Bootstrapping Back

In this step, it's going to get familiar with the most important source code files of the AngularJS Phonecat App. Firstly, you may need to create a new branch for as a workspace to learn this project:

git checkout -f setp-0

Note: when you learn other tutorials in the future, you can change the corresponding number.

Then set up the tutorial by running:

npm install

Then run it up at this step:

npm start

As you can see, an HTML page displays just a text "Nothing here yet!", which is actually constructed in app/index.html:

<!doctype html>
<html lang="en" ng-app>
        <meta charset="utf-8">
        <title>My HTML File</title>
        <link rel="stylesheet" href="bower_components/bootstrap/dist/css/bootstrap.css" />
        <script src="bower_components/angular/angular.js"></script>
        <p>Nothing here {% raw %}{{'yet' + '!'}}{% endraw %}</p>

1. Code Explaination

1.1 The attribute ng-app

<html ng-app>

The ng-app attribute represents an AngularJS directive, named ngAPP. In AngularJS, custom attributes are named with kebab-case, while the corresponding directives, which represents them, are named with camelCase. The ngApp directive is used to specify the root element of the application.

1.2 The script angular.js

<script src="bower_components/angular/angular.js"></script>

The script will register a callback and executed by the browser. After executed, AngularJS looks for the ngApp directive, and bootstrap the application once it's found.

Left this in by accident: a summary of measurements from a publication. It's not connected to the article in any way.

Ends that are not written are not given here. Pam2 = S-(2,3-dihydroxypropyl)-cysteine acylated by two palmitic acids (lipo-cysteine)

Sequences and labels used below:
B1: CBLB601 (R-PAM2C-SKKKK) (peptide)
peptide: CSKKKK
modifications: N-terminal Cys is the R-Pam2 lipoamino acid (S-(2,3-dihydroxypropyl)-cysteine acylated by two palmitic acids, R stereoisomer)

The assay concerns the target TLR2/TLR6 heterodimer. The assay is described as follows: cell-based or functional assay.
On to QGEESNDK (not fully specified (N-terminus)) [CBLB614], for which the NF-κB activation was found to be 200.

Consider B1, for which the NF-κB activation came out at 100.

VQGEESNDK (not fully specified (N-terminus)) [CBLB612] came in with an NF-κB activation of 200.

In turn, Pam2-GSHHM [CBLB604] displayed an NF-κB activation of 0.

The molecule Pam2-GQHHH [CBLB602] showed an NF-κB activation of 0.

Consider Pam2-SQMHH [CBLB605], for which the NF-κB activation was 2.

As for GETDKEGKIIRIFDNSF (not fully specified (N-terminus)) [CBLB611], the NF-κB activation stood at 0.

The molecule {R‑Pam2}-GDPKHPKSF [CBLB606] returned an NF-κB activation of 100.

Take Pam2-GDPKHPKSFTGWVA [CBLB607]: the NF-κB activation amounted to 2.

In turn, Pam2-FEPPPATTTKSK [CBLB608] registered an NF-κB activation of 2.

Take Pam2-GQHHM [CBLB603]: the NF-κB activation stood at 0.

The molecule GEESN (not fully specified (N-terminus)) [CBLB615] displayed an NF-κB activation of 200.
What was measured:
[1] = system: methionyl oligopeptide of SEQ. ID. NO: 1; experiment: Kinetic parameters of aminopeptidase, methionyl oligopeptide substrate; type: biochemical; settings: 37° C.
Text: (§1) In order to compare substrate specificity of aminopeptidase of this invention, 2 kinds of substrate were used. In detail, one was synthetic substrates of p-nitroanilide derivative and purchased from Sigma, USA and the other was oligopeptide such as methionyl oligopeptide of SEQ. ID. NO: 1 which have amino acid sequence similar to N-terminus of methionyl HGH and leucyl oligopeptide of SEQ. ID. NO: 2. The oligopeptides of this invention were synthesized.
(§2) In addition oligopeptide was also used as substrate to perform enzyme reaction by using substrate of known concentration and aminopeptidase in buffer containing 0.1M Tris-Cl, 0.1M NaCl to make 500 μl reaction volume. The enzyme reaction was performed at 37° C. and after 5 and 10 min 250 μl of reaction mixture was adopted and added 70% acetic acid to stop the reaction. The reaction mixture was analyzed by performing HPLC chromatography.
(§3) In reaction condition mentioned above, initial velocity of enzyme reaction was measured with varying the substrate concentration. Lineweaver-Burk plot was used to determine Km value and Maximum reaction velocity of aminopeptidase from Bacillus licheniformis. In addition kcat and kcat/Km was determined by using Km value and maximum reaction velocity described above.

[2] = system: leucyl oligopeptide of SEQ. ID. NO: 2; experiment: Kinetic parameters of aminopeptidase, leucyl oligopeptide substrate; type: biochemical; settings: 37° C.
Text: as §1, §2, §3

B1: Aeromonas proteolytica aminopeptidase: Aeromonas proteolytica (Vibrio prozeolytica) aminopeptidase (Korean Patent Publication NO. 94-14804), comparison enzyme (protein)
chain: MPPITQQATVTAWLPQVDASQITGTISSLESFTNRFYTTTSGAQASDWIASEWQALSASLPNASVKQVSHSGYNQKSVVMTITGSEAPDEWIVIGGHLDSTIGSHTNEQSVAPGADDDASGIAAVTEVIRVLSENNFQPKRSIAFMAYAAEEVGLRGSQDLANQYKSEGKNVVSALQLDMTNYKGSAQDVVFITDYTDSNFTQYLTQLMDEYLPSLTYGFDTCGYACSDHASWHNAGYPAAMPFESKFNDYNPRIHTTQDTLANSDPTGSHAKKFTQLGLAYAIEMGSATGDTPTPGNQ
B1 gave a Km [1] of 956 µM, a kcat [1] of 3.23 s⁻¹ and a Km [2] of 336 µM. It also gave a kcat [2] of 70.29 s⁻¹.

1.3 Double-curly binding with an expression

Nothing here {{'yet' + '!'}}

This line demonstrates two core features of AngularJS's templating capabilities:

  • A binding, denoted by double-curlies: {{ }}
  • A simple expression used in this binding: 'yet' + '!'

The binding tells AngularJS that it should evaluate an expression and insert the result into the DOM in place of the binding. As we will see in the next step, rather than a one-time insert, a binding will result in efficient continuous updates whenever the result of the expression evaluation changes.

2. Bootstrapping AngularJS Applications

Despite of using ngApp directive to boostrap an AngularJS application, we can also use a script to bootstrap it in a manual way:

<!doctype html>
    <div ng-controller="MyController">
        Hello {{greetMe}}!
    <script src=""></script>

        angular.module('myApp', [])
            .controller('MyController', ['$scope', function ($scope) {
                $scope.greetMe = 'World';

        angular.element(function() {
            angular.bootstrap(document, ['myApp']);

Note: should not use the ngApp directive when manually bootstrapping applications.

During the bootstrap phase, there are 3 important things that happen:

  1. The injector that will be used for dependency injection is created.
  2. The injector will then create the root scope that will become the context for the model of our application.
  3. AngularJS will then "compile" the DOM starting at the ngApp root element, processing any directives and bindings found along the way.

Once an application is bootstrapped, it will then wait for incoming browser events (such as mouse clicks, key presses or incoming HTTP responses) that might change the model. Once such an event occurs, AngularJS detects if it caused any model changes and if changes are found, AngularJS will reflect them in the view by updating all of the affected bindings.

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